Creative projects done for a business are a delicate thing. There’s nothing worse than getting creative work back that you don’t like, especially when you’re not even sure what it is you would have liked instead. Hours of work, overtime pay, and missed deadlines are the painful costs of a poorly coordinated project. Communication is key. If you can’t make your expectations clear, even the best project can turn from productive to frustrating, quickly.

It’s important to be clear, decisive, and specific, and to demand the same from the people handling your designs. We’ve put together this list of three tips to communicate better with your designer:

1. Set expectations upfront

This is a tip that goes without saying, which means it’s the most important one to say, right up front. Establish deadlines, a budget, and a maximum or minimum numbers of revisions. Make sure everybody knows the rules, and that there’s no room for confusion.
Set clear expectations from the first day on the project. And be specific: if this is an hourly project, layout the number of hours you’re expecting completed, and in what phases. Establish how many revisions you are allowed to ask for, and never leave yourself open to the “until the client is happy” trap. If you don’t need to stop at a certain number, you could well find yourself revising it forever, and that’s a sign of ineffective specifications – or you pick the wrong designer.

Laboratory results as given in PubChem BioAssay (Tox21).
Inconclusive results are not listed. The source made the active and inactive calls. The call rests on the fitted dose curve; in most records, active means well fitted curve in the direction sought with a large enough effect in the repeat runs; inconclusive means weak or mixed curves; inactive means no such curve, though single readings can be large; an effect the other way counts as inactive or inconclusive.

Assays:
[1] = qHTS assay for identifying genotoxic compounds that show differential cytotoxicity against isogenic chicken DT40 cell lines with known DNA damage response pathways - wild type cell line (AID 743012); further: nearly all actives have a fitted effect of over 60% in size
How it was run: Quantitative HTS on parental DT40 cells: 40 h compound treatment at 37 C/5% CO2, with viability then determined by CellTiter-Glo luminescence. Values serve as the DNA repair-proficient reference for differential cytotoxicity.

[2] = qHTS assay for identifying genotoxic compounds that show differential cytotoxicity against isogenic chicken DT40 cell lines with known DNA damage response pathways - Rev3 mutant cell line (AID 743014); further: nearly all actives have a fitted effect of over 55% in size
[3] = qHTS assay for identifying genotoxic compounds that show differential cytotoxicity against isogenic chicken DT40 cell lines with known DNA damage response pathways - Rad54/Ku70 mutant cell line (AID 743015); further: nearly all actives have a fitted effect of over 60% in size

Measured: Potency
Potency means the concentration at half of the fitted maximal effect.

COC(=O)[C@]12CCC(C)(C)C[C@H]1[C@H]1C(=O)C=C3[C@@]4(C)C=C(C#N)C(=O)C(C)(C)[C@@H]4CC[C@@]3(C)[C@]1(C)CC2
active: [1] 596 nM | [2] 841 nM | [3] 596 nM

Also, write up a concise payment plan. Will it be a lump sum? What services and deductions are included? Negotiate and conditions you’re both happy with.

2. Be visual. Be specific.

Providing visual references helps a lot to illustrate what you want for your new website, app, or brand. Consider, though, referencing specific elements from the references you provided. You might like the design style of Instagram, for instance, but what you really mean by that is that you enjoy Instagram’s gradient colors. Make yourself clear, and you’ll get the most out of your creative brief.

3. Break the project into smaller stages.

Define project milestones and avoid frustration, for you and your designer. They won’t waste much time creating drafts you won’t want to use, and you won’t have to turn as many suggestions down. Consider structuring your project around deliverable stages. For a website project, have one stage to define a sitemap and content, and another stage for wireframes and the UX (treat these like building blocks, black and white versions of the site). For the final stage, establish the visual design or styling, such as colors and photos.

[Extract from the book Growth by Design]